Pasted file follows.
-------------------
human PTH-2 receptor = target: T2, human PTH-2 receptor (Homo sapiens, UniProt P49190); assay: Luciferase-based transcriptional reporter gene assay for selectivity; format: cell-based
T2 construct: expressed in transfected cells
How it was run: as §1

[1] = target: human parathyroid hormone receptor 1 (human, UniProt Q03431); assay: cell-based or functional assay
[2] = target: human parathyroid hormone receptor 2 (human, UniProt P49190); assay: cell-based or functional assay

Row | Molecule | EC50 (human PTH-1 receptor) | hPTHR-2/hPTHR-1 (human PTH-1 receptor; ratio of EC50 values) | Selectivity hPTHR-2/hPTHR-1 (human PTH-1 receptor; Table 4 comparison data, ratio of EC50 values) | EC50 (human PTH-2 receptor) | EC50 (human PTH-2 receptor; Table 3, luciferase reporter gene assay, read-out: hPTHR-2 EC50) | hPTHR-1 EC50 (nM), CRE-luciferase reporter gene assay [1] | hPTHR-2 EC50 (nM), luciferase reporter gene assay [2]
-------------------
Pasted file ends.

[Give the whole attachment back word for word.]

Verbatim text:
human PTH-2 receptor = target: T2, human PTH-2 receptor (Homo sapiens, UniProt P49190); assay: Luciferase-based transcriptional reporter gene assay for selectivity; format: cell-based
T2 construct: expressed in transfected cells
How it was run: as §1

[1] = target: human parathyroid hormone receptor 1 (human, UniProt Q03431); assay: cell-based or functional assay
[2] = target: human parathyroid hormone receptor 2 (human, UniProt P49190); assay: cell-based or functional assay

Row | Molecule | EC50 (human PTH-1 receptor) | hPTHR-2/hPTHR-1 (human PTH-1 receptor; ratio of EC50 values) | Selectivity hPTHR-2/hPTHR-1 (human PTH-1 receptor; Table 4 comparison data, ratio of EC50 values) | EC50 (human PTH-2 receptor) | EC50 (human PTH-2 receptor; Table 3, luciferase reporter gene assay, read-out: hPTHR-2 EC50) | hPTHR-1 EC50 (nM), CRE-luciferase reporter gene assay [1] | hPTHR-2 EC50 (nM), luciferase reporter gene assay [2]